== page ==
The actor, John Nettles, drove a red 1947 Triumph Roadster 1800 in the 1980s television series, Bergerac. Two cars were actually used over the duration of the series production. This was made evident by the colour difference of the front mudguards and body without hood ornament on one car used in the earlier series and the same colour front mudguards and body with the hood ornament on the other car used in later series. The same number plate J 1610 was used on both cars in the series. In some episodes both cars appeared purporting to be the same car.

Triumph 2000 Roadster (TRA)[edit]

The only significant upgrade in the Roadster's production came in September 1948 for the 1949 models, when the 2088 cc Vanguard engine, transmission, and rear axle were fitted.[2][11] With the larger engine the four-speed gearbox was replaced with a three-speed unit, even though it now had synchromesh on bottom gear.[12] Apart from minor modifications to the mounting points, the chassis, suspension and steering were unaltered.[citation needed] This later version of the Roadster was given the model designation 20TR.[1]

On test the changes resulted in the top speed increasing marginally to 77 mph (124 km/h) but the 0-60 mph time was much better at 27.9 seconds.[citation needed]

The car was never made in large numbers and was mainly hand built. 2501 examples of the 1800[1] and 2000 of the larger-engined version were made.[1][2] Production ended in October 1949.[2]

Triumph Roadster[edit]

This car was announced and a sample displayed at the October 1950 motor shows in Paris and at Earls Court on stand 145. Its full-width body was built on a Standard Vanguard chassis with an engine given twin down-draught carburettors and a higher output. This envelope type coachwork incorporated more power actuated components than any previous British car. Those components including: headlights concealed behind shutters automatically opened when the headlights were switched on; convertible head; windows; seat; and radio aerial.[13]

Some of the electro-hydraulic mechanisms were concealed between the twin skins of the body.[13]

An illustration is on Flickr. It does not appear to have entered series production. See Triumph TR1 / 20TS


  1. ^ a b c d e f g Lawrence 1996, p. 302.
  2. ^ a b c d Robson 2011, p. 133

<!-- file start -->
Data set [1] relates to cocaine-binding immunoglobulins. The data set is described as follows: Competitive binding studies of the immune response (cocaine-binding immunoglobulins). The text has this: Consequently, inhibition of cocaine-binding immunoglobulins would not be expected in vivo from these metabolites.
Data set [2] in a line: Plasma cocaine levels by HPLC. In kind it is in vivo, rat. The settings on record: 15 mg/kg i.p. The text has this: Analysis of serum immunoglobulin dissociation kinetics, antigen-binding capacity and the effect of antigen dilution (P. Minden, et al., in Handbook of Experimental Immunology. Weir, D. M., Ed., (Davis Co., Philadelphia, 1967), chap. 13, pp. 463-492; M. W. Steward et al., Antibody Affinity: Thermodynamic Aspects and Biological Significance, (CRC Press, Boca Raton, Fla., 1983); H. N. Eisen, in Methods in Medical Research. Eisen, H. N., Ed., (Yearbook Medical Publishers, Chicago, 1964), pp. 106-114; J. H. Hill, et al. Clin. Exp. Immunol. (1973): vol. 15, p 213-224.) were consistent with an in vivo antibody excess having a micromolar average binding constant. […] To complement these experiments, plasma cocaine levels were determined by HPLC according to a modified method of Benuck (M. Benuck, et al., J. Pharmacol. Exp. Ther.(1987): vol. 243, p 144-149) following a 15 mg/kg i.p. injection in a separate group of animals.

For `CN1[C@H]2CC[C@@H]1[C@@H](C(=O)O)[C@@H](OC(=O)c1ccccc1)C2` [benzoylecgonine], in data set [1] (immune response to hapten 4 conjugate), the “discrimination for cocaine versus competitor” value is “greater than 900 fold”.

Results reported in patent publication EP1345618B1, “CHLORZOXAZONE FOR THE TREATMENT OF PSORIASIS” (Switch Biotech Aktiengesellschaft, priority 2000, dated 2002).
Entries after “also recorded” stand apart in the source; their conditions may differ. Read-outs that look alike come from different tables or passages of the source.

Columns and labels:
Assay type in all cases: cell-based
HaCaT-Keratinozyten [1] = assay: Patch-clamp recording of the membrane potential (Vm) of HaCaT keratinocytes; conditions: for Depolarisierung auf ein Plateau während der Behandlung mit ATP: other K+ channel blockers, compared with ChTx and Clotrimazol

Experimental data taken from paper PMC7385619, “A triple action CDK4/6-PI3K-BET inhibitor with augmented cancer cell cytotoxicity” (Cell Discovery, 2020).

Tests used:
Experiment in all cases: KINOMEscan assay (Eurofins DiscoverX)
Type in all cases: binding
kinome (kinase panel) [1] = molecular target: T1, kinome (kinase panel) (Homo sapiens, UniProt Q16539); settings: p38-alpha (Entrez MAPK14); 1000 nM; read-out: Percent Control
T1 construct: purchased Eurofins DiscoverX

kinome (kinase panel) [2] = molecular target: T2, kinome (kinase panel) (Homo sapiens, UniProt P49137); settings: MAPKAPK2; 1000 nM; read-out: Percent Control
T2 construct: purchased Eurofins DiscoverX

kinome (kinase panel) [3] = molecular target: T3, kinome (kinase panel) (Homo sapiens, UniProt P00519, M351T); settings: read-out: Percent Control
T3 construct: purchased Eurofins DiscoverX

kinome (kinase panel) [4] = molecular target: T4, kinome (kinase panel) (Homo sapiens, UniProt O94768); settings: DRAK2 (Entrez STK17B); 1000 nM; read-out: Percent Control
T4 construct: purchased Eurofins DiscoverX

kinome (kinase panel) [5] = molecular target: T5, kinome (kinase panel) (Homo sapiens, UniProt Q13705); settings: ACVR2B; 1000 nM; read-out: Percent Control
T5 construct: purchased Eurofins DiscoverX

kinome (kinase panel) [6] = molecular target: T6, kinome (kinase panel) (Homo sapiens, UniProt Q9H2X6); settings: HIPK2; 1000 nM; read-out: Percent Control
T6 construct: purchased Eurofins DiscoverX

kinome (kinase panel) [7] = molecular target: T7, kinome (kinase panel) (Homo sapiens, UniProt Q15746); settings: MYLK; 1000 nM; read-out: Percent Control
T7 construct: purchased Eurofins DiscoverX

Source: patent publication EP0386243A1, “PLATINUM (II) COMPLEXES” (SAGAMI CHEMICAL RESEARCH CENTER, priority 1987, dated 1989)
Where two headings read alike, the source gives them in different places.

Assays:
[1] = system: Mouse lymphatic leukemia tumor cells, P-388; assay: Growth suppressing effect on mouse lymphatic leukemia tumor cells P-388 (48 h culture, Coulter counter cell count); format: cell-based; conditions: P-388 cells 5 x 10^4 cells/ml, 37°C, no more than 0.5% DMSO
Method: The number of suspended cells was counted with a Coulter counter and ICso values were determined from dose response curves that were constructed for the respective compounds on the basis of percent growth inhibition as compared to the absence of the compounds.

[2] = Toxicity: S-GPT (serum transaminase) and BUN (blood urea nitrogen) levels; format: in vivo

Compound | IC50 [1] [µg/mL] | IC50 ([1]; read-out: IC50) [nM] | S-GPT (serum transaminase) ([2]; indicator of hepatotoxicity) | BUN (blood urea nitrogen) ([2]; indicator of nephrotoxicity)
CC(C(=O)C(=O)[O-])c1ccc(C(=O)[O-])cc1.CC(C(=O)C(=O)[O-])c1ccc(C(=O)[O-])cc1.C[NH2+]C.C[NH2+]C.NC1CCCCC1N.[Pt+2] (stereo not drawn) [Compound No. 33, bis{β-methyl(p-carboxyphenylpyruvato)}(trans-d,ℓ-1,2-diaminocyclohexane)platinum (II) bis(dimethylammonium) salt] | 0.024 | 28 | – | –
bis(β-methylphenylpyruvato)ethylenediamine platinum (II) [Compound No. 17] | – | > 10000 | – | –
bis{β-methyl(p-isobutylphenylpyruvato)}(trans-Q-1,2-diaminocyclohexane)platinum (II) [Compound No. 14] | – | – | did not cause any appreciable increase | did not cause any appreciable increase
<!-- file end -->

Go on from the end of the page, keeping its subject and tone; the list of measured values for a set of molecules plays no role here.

3. ^ a b c d e f g Barker 1968, pp. 71–74.
  4. ^ a b c d e f g Robson 2011, p. 102
  5. ^ a b c Langworth 1973, p. 130.
  6. ^ Robson 2011, p. 101
  7. ^ a b c d Robson 2011, p. 103
  8. ^ Robson 2011, pp. 61, 101
  9. ^ Robson 2011, pp. 47, 102
  10. ^ a b Hingston 2007, p. 164.
  11. ^ Cook 2001, p. 21.
  12. ^ Robson 2011, p. 128
  13. ^ a b New British [sic?] Car At Paris Show. The Times, Thursday, 5 Oct 1950; pg. 5; Issue 51814


  • Barker, Ronald (18 January 1968). Smith, Maurice A. (ed.). "Were those the days? 1946–9 Triumph Roadsters". Autocar. 128 (3753): 71–74.CS1 maint: ref=harv (link)
  • Cook, Michael (2001). "Chapter 2 The Long Buildup to the TR". Triumph Cars in America. St. Paul, MN USA: MBI Publishing. ISBN 0-7603-0165-4. LCCN 2001031231. Retrieved 17 July 2013.CS1 maint: ref=harv (link)
  • Hingston, Peter (2007). The Enthusiasts' Guide to Buying a Classic British Sports Car. Eaton Bishop, Hereford, UK: Hingston Publishing. p. 164. ISBN 978-0-906555-25-5. Retrieved 9 September 2014.CS1 maint: ref=harv (link)
  • Langworth, Richard M. (1973). "Trundling Along With Triumph – The story thus far...". Automobile Quarterly. 11 (2 (Second Quarter)): 116–145. LCCN 62004005.CS1 maint: ref=harv (link)
  • Lawrence, Mike (1996) [1991]. "Triumph (GB)". A to Z of Sports Cars 1945-1990 (Paperback ed.). Osceola, WI US: MBI Publishing. ISBN 1-870979-81-8. Retrieved 9 September 2014.CS1 maint: ref=harv (link)
  • Robson, Graham (May 2011). The Book of the Standard Motor Company. Poundbury, Dorchester, UK: Veloce Publishing. ISBN 978-1-845843-43-4. Retrieved 11 June 2013.CS1 maint: ref=harv (link)
  • Robson, Graham (1972). The Story of Triumph Sports Cars. Motor Racing Publications. ISBN 0-900549-23-8.CS1 maint: ref=harv (link)

External links[edit]